What happened? Where did these kids come from? As a gen-Xer raised by a pair of decidedly baby boomer parents I can't help but look at the latest crop of teenagers and shake my head in wonderment. Aren't all adults supposed to be horrified and disappointed by the rebellious antics of the next generation? Shouldn't we be cringing and bemoaning the fact that our civilization is headed straight to hell? Isn't that the natural order of things?
If you had asked me back in 1989 what I thought the twenty-first century would be like, I would have painted a picture that looked something like the futuristic dystopia of Ridley Scott's Blade Runner. I would have argued that the teens of the future would be listening to some new combination of death metal and hard-core gangster rap while watching explicit violence and sexuality on prime-time television and taking insane amounts of some new generation designer drug. It seemed to me that since the idyllic 1950s that I heard so much about we had rapidly descended into a pit of ever-increasing violence, cynicism, angst, and social ills that were frankly impossible to combat.
But the millennium generation seems to have caught on to a cultural wave that I never would have expected. Rock music in general has moved back to a less gritty and more organic, songwriter-oriented sound, gangster rap is slowly giving way to lighter brands of hip hop as the allure of explicit lyrics fades, drug use has fallen, binge drinking has decreased among teens, abstinence has increased, and those teens who are having sex are now much more likely to use condoms than ever before. Who would have thunk it?
I'm not saying that today's kids aren't faced with some serious problems. Crime, violence, drugs, overpopulation, global warming, terrorism, the list goes on. But what does surprise me is that the two previous generations' angst, anger, pessimism, and rebellion seem to have given way to a certain optimism and even enthusiasm for the future. These kids are definitely aware of the problems they face (their boomer and gen-X teachers and parents have made sure of that), but what surprises me is how many of them feel up to the challenge of facing them. According to today's Denver Post, teens in 2005 volunteered twice as much as their parents did in the late nineteen eighties--they really seem to realize that there's a lot that needs to be done, but unlike their parents who just whined about it, they're doing something.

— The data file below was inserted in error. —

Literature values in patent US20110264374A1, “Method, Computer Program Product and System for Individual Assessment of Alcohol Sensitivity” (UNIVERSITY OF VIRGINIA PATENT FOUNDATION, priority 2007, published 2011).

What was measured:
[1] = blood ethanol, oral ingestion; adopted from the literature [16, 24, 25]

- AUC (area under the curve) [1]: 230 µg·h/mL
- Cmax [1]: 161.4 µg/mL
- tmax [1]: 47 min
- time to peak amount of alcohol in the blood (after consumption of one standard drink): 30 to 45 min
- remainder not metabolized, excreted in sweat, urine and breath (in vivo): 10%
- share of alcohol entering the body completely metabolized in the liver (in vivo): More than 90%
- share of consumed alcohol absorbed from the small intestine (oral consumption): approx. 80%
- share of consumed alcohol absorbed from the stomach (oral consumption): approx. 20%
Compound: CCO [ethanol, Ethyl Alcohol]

In a year when the biggest cultural phenomenon among kids has been a Disney movie called High School Musical, I'm not so sure anymore that the violent dystopia found on the island in Lord of the Flies is going to resonate with my students the same way it did when I was fifteen and read it for the first time. Seriously, when I was in junior high any movie with the word musical anywhere in the title would have been instantly doomed to utter failure. I can clearly remember having to hide the fact that I had seen just about every musical out there with my theater-going mother ("Don't ever admit that you know show-tunes!" a well-meaning friend of mine once told me earnestly).
So maybe it really is a "brave new world," but one that twentieth-century futurists like Huxley and Golding never would have imagined. Absent the pervasive irony of the twentieth century, a brave new future doesn't sound quite so bad anymore. Although I can't shake the feeling that as a society we're still headed in the wrong direction in so many ways, while working with this new generation of kids I've managed to see a ray of hope for the future that I never thought I'd find in working with a bunch of teenagers.